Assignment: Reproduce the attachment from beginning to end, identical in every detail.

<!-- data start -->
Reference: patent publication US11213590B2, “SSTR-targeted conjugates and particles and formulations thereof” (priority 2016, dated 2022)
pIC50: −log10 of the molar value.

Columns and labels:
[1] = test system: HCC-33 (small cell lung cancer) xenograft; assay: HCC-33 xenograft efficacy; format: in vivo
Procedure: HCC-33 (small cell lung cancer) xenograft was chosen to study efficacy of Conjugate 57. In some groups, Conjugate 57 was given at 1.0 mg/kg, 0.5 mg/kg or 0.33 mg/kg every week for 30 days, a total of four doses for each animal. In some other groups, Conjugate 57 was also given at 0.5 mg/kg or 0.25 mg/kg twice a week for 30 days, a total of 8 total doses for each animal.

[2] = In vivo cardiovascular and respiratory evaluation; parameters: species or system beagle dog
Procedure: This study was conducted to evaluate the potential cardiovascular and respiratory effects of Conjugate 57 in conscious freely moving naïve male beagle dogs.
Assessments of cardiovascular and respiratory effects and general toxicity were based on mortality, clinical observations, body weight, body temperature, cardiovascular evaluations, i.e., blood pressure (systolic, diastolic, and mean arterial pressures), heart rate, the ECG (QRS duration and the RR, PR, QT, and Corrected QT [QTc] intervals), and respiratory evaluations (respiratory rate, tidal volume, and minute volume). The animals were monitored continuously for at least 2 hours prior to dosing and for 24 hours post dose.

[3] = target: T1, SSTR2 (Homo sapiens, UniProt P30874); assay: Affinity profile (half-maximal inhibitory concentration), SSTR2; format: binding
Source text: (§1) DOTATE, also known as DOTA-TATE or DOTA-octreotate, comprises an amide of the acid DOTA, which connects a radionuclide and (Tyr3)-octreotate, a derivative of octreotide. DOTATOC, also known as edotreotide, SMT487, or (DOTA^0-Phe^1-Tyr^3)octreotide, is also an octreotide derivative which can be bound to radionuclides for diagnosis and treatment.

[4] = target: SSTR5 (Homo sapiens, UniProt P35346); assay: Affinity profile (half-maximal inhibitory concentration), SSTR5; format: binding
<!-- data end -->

Reference: patent publication US11213590B2, “SSTR-targeted conjugates and particles and formulations thereof” (priority 2016, dated 2022)
pIC50: −log10 of the molar value.

Columns and labels:
[1] = test system: HCC-33 (small cell lung cancer) xenograft; assay: HCC-33 xenograft efficacy; format: in vivo
Procedure: HCC-33 (small cell lung cancer) xenograft was chosen to study efficacy of Conjugate 57. In some groups, Conjugate 57 was given at 1.0 mg/kg, 0.5 mg/kg or 0.33 mg/kg every week for 30 days, a total of four doses for each animal. In some other groups, Conjugate 57 was also given at 0.5 mg/kg or 0.25 mg/kg twice a week for 30 days, a total of 8 total doses for each animal.

[2] = In vivo cardiovascular and respiratory evaluation; parameters: species or system beagle dog
Procedure: This study was conducted to evaluate the potential cardiovascular and respiratory effects of Conjugate 57 in conscious freely moving naïve male beagle dogs.
Assessments of cardiovascular and respiratory effects and general toxicity were based on mortality, clinical observations, body weight, body temperature, cardiovascular evaluations, i.e., blood pressure (systolic, diastolic, and mean arterial pressures), heart rate, the ECG (QRS duration and the RR, PR, QT, and Corrected QT [QTc] intervals), and respiratory evaluations (respiratory rate, tidal volume, and minute volume). The animals were monitored continuously for at least 2 hours prior to dosing and for 24 hours post dose.

[3] = target: T1, SSTR2 (Homo sapiens, UniProt P30874); assay: Affinity profile (half-maximal inhibitory concentration), SSTR2; format: binding
Source text: (§1) DOTATE, also known as DOTA-TATE or DOTA-octreotate, comprises an amide of the acid DOTA, which connects a radionuclide and (Tyr3)-octreotate, a derivative of octreotide. DOTATOC, also known as edotreotide, SMT487, or (DOTA^0-Phe^1-Tyr^3)octreotide, is also an octreotide derivative which can be bound to radionuclides for diagnosis and treatment.

[4] = target: SSTR5 (Homo sapiens, UniProt P35346); assay: Affinity profile (half-maximal inhibitory concentration), SSTR5; format: binding